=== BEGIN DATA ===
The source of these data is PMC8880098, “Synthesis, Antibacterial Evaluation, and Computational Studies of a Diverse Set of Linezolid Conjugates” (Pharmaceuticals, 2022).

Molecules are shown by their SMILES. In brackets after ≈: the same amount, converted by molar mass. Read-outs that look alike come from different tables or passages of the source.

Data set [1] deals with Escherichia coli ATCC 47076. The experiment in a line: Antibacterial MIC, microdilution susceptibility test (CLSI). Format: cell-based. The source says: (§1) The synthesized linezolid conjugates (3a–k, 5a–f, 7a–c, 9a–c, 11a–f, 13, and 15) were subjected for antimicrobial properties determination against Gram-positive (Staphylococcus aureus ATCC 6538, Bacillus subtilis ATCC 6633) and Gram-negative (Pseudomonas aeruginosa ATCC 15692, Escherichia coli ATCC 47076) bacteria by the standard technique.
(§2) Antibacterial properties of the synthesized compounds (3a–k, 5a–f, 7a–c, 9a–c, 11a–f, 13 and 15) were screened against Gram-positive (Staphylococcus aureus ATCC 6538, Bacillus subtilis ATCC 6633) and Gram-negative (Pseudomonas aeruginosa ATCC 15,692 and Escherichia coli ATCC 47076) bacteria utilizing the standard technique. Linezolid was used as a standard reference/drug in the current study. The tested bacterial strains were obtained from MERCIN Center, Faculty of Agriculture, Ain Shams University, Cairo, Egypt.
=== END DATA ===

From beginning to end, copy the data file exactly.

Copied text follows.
The source of these data is PMC8880098, “Synthesis, Antibacterial Evaluation, and Computational Studies of a Diverse Set of Linezolid Conjugates” (Pharmaceuticals, 2022).

Molecules are shown by their SMILES. In brackets after ≈: the same amount, converted by molar mass. Read-outs that look alike come from different tables or passages of the source.

Data set [1] deals with Escherichia coli ATCC 47076. The experiment in a line: Antibacterial MIC, microdilution susceptibility test (CLSI). Format: cell-based. The source says: (§1) The synthesized linezolid conjugates (3a–k, 5a–f, 7a–c, 9a–c, 11a–f, 13, and 15) were subjected for antimicrobial properties determination against Gram-positive (Staphylococcus aureus ATCC 6538, Bacillus subtilis ATCC 6633) and Gram-negative (Pseudomonas aeruginosa ATCC 15692, Escherichia coli ATCC 47076) bacteria by the standard technique.
(§2) Antibacterial properties of the synthesized compounds (3a–k, 5a–f, 7a–c, 9a–c, 11a–f, 13 and 15) were screened against Gram-positive (Staphylococcus aureus ATCC 6538, Bacillus subtilis ATCC 6633) and Gram-negative (Pseudomonas aeruginosa ATCC 15,692 and Escherichia coli ATCC 47076) bacteria utilizing the standard technique. Linezolid was used as a standard reference/drug in the current study. The tested bacterial strains were obtained from MERCIN Center, Faculty of Agriculture, Ain Shams University, Cairo, Egypt.